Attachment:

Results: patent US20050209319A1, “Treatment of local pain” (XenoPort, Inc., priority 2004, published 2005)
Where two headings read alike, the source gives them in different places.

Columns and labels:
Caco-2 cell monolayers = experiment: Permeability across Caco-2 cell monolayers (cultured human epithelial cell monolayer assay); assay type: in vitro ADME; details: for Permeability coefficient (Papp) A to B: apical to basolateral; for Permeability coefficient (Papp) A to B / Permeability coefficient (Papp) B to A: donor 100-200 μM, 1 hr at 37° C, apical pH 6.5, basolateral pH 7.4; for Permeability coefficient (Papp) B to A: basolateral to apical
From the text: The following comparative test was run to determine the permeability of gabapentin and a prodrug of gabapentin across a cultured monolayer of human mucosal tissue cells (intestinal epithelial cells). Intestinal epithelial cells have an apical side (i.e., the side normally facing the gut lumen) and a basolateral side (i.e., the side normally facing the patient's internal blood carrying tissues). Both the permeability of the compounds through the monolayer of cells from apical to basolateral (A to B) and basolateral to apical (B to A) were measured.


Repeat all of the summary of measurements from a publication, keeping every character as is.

Results: patent US20050209319A1, “Treatment of local pain” (XenoPort, Inc., priority 2004, published 2005)
Where two headings read alike, the source gives them in different places.

Columns and labels:
Caco-2 cell monolayers = experiment: Permeability across Caco-2 cell monolayers (cultured human epithelial cell monolayer assay); assay type: in vitro ADME; details: for Permeability coefficient (Papp) A to B: apical to basolateral; for Permeability coefficient (Papp) A to B / Permeability coefficient (Papp) B to A: donor 100-200 μM, 1 hr at 37° C, apical pH 6.5, basolateral pH 7.4; for Permeability coefficient (Papp) B to A: basolateral to apical
From the text: The following comparative test was run to determine the permeability of gabapentin and a prodrug of gabapentin across a cultured monolayer of human mucosal tissue cells (intestinal epithelial cells). Intestinal epithelial cells have an apical side (i.e., the side normally facing the gut lumen) and a basolateral side (i.e., the side normally facing the patient's internal blood carrying tissues). Both the permeability of the compounds through the monolayer of cells from apical to basolateral (A to B) and basolateral to apical (B to A) were measured.